Making A Quick And Dirty Table Saw Homemade Machines & Jigs
This project actually began several years ago when I started thinking about building a wooden table saw from scratch. Not just a thrown together one, but a real, high quality cabinet saw that is fully capable of being used for any kind of woodworking operation. I’m still probably more than a year away from that saw, but this marks the start – building a temporary table saw that is good enough to build a better table saw.
Some of you are probably asking: “he already had a table saw, so why take that apart and make something that is not nearly as good?” And the answer to that is to avoid the inevitable comments about needing a table saw to build a table saw. And it also demonstrates by example that the tools that you use don’t have to be top of the line to produce accurate results.
So this table saw is very basic and it starts with my folding saw horses that I’ve laid a piece of 1/2″ plywood on:
The plywood will be the top of the new temporary saw, but it will also be reused for the new more permanent saw that follows this one. I didn’t mention that one? Yes, there is another temporary saw after this one! But since I will have to use it for as long as it takes the build the final one, it needs to be made well enough for everything I’d normally want a table saw to do. That project is coming next.
This (and the next) saw will be powered by a held-held circular saw. I got this one as part of a promotion I did a couple of years ago, so it cost me nothing. Of course, these saws are very common and can be bought for very little at yard or garage sales. Even brand new, you can get one good enough for this for less than $100.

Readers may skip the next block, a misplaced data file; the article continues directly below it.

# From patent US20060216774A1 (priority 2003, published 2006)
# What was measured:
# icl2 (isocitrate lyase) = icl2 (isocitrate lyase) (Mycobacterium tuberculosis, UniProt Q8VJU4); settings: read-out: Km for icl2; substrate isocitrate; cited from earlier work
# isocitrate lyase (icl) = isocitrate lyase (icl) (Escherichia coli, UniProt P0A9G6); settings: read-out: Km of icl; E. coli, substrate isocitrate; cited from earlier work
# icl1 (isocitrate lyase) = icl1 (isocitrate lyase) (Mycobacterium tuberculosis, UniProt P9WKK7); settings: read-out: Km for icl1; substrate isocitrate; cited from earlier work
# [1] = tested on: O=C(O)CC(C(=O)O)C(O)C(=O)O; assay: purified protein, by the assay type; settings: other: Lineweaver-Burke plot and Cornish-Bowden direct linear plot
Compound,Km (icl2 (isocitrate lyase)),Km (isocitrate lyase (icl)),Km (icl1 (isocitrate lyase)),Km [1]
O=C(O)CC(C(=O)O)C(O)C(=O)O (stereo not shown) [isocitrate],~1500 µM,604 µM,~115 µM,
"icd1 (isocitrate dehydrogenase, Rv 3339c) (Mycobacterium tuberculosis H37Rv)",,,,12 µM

Since I will be using this for as much as a year and I already have another circular saw that I like using better than this one, I’m making a semi-destructive change to the upper blade guard so that it will clear sawdust more efficiently:
I could go all the way and cut off the rest of the guard so that the saw will accept a bigger blade, but this will do for now. And while it does help to clear the sawdust, the saw would still work for this purpose without cutting off the guard.
As it is right now, I could easily put an 8″ blade on there, since the lower guard has been removed as well:
To mount the saw to the plywood top, I drilled four holes in the base, one in each corner:
Again, I didn’t have to do this, but it is the easiest and most secure way to fasten the saw. And the holes have no real impact on the strength of the base, so the damage is minimal.
I located the saw in the middle of the sheet of plywood, since I will reuse this and don’t want it full of holes. With it screwed in place, I made a plunge cut to clear the blade:
I used a nylon pull-tie to lock the trigger to the “on” position:
Next I added boards to the front and back to support and help keep the top flat:
These are just screwed on and set back from the edge around 3″.
I wired a regular light switch to turn the saw off and on, and fastened that to the underside of the table:
And located it back from the edge so that I wouldn’t bump into it and turn the saw on.
I could then flip the saw over and get it situated on the saw horses:
The fence is just a piece of wood with a straight edge, and here I’m using the shelf pin jig I made a few years ago:
I’m marking a zero reference on the top with the fence held tight against the side of the blade.
With the fence clamped front and back, It’s ready for the first test cut:
It worked well. The saw has plenty of power, especially with a thin kerf 7-1/4″ blade. At full height, it can easily cut through 1-1/2″ thick stock with this size blade.
With the front of the upper guard cut out, the sawdust comes straight down off the blade, so I put a recycle bin there to catch the dust:
I made an upgrade to the fence a few days later. This one is just slightly more complex but is self squaring and can be held with just one clamp on the front:
This makes it a lot more convenient to use.
I made a video of the table saw build from start to finish:
And here’s one that shows how I built the better fence: